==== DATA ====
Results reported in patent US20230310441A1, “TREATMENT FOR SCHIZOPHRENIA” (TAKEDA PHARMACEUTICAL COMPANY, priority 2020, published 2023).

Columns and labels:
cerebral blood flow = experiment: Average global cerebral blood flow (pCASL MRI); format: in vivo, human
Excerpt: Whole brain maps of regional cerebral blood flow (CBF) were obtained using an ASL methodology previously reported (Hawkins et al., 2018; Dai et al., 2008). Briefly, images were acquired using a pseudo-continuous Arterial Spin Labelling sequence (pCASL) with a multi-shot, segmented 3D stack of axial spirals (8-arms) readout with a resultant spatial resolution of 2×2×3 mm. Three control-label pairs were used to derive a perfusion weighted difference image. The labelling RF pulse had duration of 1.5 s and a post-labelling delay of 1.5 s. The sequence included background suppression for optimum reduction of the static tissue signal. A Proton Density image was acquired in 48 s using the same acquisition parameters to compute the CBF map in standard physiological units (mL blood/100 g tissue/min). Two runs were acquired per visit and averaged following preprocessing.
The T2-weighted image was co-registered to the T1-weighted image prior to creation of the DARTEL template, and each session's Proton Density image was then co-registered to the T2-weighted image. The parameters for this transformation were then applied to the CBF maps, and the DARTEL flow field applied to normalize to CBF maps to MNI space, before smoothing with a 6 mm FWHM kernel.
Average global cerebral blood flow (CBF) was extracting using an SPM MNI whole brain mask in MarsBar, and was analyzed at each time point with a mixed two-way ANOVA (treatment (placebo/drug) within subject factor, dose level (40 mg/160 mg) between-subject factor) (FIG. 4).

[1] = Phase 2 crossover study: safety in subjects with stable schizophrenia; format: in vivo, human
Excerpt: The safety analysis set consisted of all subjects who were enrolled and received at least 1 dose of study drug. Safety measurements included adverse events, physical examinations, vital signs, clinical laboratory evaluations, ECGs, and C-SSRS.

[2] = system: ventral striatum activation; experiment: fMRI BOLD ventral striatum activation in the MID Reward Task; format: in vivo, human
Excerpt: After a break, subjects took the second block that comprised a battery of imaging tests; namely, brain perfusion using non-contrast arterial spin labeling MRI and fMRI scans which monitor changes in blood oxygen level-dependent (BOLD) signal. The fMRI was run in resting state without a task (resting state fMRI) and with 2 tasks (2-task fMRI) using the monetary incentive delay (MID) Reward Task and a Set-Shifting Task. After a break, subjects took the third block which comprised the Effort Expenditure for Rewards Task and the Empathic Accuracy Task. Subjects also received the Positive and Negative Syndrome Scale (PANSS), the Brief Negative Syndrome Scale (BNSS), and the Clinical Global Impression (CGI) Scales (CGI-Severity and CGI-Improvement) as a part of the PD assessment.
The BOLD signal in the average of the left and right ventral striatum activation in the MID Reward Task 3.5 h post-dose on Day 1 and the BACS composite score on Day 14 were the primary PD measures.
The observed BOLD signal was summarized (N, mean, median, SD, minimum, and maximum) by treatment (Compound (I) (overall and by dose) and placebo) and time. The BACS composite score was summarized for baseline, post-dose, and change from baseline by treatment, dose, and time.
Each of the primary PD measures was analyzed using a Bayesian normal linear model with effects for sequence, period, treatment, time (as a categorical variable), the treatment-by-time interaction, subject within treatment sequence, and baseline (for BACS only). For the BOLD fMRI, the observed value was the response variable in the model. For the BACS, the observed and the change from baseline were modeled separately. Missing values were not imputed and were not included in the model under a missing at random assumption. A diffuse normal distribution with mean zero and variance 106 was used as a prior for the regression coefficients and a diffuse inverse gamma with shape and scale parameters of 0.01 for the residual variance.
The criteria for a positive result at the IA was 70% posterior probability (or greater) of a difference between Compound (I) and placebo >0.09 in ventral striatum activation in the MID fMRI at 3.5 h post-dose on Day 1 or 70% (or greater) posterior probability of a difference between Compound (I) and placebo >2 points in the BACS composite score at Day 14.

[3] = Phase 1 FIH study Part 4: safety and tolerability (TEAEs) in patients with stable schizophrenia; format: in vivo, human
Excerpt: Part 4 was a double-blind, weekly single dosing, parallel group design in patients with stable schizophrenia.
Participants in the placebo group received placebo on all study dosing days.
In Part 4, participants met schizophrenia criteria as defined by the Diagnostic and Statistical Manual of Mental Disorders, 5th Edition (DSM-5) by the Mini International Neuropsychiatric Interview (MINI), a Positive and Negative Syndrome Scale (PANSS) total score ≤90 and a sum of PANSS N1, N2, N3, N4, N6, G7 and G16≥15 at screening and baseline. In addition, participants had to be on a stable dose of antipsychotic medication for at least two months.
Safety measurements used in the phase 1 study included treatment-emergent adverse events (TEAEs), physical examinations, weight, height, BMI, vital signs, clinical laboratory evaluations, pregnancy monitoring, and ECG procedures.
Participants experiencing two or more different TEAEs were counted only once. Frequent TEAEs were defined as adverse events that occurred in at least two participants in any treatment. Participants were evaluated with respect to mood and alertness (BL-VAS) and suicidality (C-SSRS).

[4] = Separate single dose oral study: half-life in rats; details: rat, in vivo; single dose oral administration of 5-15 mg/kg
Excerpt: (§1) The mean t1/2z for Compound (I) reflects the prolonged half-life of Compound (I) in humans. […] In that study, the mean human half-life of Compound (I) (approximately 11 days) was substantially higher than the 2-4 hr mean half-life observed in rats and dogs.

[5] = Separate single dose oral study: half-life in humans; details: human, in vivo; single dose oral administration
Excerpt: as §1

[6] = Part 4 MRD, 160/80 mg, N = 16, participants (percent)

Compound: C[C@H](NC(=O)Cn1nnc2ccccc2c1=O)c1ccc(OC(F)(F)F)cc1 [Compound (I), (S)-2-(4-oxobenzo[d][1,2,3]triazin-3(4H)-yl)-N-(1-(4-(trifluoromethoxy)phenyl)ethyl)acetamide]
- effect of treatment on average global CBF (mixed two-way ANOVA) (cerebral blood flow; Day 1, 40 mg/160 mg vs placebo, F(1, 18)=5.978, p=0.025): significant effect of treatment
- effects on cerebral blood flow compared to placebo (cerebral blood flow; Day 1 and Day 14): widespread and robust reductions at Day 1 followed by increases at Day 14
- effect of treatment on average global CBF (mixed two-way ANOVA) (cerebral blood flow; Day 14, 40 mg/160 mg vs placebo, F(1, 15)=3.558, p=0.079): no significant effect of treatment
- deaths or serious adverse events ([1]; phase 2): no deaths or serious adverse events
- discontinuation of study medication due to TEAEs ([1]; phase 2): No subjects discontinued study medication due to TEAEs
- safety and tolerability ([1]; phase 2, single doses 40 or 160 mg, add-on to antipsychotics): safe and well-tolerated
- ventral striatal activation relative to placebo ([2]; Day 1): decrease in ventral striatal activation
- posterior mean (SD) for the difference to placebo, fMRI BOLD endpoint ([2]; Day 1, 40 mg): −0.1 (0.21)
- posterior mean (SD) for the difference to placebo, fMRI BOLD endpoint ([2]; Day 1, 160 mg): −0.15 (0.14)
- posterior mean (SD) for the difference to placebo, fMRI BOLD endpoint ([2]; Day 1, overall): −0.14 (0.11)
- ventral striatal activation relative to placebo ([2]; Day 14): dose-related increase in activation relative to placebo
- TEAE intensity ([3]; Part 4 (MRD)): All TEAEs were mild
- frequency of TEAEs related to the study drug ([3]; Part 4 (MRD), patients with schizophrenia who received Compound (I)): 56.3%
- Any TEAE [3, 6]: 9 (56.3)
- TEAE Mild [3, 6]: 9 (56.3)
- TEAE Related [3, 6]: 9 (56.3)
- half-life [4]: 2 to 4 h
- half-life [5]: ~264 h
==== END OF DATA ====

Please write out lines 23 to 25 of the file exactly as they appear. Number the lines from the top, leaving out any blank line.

[5] = Separate single dose oral study: half-life in humans; details: human, in vivo; single dose oral administration
Excerpt: as §1

[6] = Part 4 MRD, 160/80 mg, N = 16, participants (percent)